4. Close the Info window by clicking on the small red button in the upper-left corner of the window.

How to change file permissions using Fugu (Macintosh):

  1. While viewing the list of remote files in Fugu, control-click on the file whose permissions you wish to change.
  2. From the pop-up menu that appears, choose "Get Info".
  3. You will now see an "Info" window, with nine checkboxes. Check the appropriate boxes. (To set the permissions for an executable CGI script, check the following 7 boxes: Read, Write, and Execute of Owner, Read and Execute of Group, and Read and Execute of Everyone. This is known as chmod 755.)
  4. Click "Apply".
  5. Close the Info window by clicking on the small red button in the upper-left corner of the window.

27) View your page (the page on the server, not the page on your disk) in a Web browser.

If it is not working, take a deep breath, and start troubleshooting. Try reuploading the script. Try changing the script's permissions to 755 again. (Important: every time you reupload a CGI script, you may need to change its permissions again.) Check your paths.

28) Make sure the HTML on this page validates (using the HTML 5 DocType) with no errors, according to the W3C's online HTML Validator at http://validator.w3.org/. You can easily do this by clicking on your HTML validator button. For more information, see How to Use the W3C HTML and CSS Validators for step-by-step directions.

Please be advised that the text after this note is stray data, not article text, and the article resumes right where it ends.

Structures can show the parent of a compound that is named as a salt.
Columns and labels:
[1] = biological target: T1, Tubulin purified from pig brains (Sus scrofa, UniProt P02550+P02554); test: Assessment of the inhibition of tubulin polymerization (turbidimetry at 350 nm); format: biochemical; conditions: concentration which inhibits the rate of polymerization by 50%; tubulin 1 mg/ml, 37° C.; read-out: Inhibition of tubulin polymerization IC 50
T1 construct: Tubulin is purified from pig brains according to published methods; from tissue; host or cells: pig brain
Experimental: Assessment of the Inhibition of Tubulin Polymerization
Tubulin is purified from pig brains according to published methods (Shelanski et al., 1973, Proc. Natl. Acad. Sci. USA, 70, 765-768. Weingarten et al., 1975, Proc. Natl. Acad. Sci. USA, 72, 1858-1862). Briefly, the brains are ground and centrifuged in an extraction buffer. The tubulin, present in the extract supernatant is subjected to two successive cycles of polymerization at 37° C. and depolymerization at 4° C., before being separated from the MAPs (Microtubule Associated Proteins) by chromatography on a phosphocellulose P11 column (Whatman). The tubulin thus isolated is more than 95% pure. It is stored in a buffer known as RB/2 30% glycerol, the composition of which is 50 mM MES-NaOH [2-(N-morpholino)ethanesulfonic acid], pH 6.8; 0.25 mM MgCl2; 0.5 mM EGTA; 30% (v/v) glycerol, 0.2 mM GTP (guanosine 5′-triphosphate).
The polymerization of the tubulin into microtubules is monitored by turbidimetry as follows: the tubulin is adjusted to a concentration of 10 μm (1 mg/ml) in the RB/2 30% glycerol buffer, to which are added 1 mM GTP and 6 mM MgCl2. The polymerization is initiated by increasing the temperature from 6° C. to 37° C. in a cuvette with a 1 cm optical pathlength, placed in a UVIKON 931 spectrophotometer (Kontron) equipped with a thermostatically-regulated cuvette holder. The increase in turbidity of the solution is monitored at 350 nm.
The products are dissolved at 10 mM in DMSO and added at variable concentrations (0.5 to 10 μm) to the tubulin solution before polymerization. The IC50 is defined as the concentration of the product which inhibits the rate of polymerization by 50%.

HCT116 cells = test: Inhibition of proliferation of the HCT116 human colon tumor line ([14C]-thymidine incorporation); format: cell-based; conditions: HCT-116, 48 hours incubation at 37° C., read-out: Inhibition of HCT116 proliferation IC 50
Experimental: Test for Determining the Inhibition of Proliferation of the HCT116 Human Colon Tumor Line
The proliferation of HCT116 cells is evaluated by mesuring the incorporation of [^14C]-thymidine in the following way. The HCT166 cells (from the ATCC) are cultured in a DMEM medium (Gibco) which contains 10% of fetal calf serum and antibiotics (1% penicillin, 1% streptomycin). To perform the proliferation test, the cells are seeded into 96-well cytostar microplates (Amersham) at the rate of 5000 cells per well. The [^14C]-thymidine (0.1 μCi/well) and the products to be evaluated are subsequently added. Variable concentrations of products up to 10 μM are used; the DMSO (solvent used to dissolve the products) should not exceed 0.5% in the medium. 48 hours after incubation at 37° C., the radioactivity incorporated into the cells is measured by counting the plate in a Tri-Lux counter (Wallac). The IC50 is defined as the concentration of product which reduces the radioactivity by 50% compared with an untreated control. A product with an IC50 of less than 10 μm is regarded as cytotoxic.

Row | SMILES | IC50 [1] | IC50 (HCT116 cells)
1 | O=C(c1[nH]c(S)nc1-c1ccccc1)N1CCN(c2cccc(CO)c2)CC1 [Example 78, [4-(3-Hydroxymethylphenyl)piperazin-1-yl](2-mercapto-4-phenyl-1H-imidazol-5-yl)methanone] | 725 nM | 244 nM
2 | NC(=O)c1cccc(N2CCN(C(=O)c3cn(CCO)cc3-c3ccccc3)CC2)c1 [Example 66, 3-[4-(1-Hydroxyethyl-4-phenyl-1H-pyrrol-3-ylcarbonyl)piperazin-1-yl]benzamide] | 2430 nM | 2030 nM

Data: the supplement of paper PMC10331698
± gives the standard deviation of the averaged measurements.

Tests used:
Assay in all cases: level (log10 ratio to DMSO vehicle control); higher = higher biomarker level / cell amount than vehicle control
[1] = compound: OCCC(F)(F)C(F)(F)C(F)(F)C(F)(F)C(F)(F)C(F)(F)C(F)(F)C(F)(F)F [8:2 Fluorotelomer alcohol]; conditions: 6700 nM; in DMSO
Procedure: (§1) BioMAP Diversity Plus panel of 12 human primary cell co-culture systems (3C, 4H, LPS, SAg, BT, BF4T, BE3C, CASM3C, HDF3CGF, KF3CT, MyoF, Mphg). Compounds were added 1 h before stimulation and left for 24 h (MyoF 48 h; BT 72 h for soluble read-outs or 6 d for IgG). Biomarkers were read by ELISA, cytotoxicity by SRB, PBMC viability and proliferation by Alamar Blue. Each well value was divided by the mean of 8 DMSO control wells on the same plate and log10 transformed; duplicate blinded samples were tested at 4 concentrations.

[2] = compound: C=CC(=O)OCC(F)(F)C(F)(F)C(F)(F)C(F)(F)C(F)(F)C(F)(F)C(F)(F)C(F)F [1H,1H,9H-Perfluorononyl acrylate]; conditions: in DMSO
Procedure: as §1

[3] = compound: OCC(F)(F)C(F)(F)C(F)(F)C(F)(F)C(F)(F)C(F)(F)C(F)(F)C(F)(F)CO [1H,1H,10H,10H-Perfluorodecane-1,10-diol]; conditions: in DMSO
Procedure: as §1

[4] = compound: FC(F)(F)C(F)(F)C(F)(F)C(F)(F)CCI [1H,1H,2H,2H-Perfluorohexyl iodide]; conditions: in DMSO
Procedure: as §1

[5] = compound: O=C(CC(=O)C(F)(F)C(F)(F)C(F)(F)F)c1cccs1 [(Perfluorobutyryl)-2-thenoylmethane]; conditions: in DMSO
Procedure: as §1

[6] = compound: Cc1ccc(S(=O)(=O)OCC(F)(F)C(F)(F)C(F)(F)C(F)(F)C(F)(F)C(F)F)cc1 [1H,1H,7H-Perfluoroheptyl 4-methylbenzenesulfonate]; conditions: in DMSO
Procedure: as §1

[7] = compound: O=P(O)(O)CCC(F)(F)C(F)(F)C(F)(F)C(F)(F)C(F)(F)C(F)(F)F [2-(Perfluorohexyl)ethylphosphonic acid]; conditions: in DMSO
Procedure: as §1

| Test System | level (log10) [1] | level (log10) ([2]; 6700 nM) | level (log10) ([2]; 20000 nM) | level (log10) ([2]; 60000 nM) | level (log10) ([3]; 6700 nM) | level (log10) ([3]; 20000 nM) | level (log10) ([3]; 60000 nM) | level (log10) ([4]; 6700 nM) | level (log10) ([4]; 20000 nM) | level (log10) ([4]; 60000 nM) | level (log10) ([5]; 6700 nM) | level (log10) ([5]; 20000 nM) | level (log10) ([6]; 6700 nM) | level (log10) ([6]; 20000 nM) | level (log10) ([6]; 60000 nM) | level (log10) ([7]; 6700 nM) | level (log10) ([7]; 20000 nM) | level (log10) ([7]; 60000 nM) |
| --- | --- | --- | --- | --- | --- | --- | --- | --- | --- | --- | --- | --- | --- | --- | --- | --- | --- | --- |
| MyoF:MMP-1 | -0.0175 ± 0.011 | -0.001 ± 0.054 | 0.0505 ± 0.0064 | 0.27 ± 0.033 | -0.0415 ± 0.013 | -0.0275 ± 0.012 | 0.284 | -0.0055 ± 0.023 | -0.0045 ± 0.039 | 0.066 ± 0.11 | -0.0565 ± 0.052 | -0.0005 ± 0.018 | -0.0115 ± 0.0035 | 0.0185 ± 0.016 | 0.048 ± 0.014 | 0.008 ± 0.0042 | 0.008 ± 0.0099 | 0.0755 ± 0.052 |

29) If you have used any CSS, make sure the CSS on this page validates, with no errors, according to the W3C's online CSS Validator at: http://jigsaw.w3.org/css-validator/validator-uri.html. You can easily do this by clicking on your CSS validator button. See the CSS section of How to Use the W3C HTML and CSS Validators for step-by-step directions.

30) If there are any errors, fix them, re-upload the page, and validate it again.

31) You may wish to customize the exercise 8 page after you get everything working.

32) Make sure your home page has a working link to all your completed exercises, including this exercise, and that the HTML and CSS on your home page validates.

33) Submit the feedback form. To receive full credit for this exercise you must submit this feedback form before it expires. This exercise is due on 3/23/15. Allowing for a one-day grace period, the form will expire at the end of the day following the due date, which means the form for this exercise will expire at 12:00 AM on 03/25/15.